Colonel Gaddafi last night revealed the family of the Lockerbie bomber is preparing a multi-million pound compensation claim against Britain for false imprisonment and medical neglect.
The Libyan dictator said the case against 58-year-old Abdelbaset al-Megrahi had ‘been fabricated and created by’ Margaret Thatcher and Ronald Reagan.
His threat of legal action will outrage families of Lockerbie victims, already furious the former secret serviceman remains alive and living in Tripoli more than a year after he was released from jail in Scotland on the grounds that he had only a few months to live.
Gaddafi insisted that CIA agents – not Libya – had been behind the 1988 terrorist atrocity, which killed 270, a wild theory already advanced in a controversial documentary and a number of books.
‘These are the people who created this conspiracy,’ said Gaddafi, referring to the alleged role of former prime minister Baroness Thatcher and ex-U.S. President Mr Reagan in the life sentence al-Megrahi received for blowing up the Pan Am plane.
‘The charges directed towards Libya were based on unfounded evidence in an attempt to weaken the Libyan Revolution and limit its resources and abilities,’ he added.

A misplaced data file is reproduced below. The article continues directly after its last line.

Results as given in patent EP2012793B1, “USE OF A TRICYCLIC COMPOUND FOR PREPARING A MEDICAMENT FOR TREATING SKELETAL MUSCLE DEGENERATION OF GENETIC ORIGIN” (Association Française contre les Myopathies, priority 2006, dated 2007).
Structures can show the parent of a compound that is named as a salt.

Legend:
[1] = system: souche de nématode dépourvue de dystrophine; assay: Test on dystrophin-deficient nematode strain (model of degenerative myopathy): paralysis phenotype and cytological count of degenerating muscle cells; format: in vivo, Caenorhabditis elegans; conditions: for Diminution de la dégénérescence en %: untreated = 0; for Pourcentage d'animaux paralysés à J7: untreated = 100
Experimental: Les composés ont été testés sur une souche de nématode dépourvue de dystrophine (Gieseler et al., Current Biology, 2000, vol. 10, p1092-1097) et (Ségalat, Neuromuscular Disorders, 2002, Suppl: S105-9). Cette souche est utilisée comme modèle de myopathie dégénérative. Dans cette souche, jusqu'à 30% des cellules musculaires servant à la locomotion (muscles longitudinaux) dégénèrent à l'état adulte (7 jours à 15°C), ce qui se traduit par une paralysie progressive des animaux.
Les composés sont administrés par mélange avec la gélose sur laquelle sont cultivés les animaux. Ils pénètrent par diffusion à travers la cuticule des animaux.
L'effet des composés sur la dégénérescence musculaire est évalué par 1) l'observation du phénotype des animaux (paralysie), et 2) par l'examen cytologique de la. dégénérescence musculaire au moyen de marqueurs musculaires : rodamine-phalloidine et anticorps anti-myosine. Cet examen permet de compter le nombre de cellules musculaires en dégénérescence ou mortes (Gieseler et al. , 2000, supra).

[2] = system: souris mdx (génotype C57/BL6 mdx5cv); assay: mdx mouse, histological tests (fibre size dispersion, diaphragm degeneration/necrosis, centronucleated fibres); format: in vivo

Colonel Gaddafi, who was speaking to students at the London School of Economics (LSE) via a video-link, confirmed al-Megrahi remained ‘very ill’ with cancer.
‘He was released because he was considered dead, and yet he was still alive,’ said Gaddafi.
‘His health was not looked after in prison. He didn’t have any periodic examination.
‘After he passes away his family will demand compensation because he was deliberately neglected in prison.’
Libyan diplomatic officials who attended the LSE talk said that, based on similar cases, the compensation could run into many millions of pounds.
Last night’s speech was said to have been ‘facilitated’ by Saif al-Gaddafi, the Libyan leader’s second son and likely heir, who has employed a PR company to present the face of a modern reforming state.
Saif has a doctorate from the LSE and a home in London.
The Foreign Office said it was studying the dictator’s remarks before it issued a formal response.
But last night Tory MPs said the prospect of al-Megrahi’s family launching a claim would add insult to injury for the bereaved.One, Douglas Carswell, said: ‘Legal action of this kind would be grotesquely offensive to those who lost loved ones.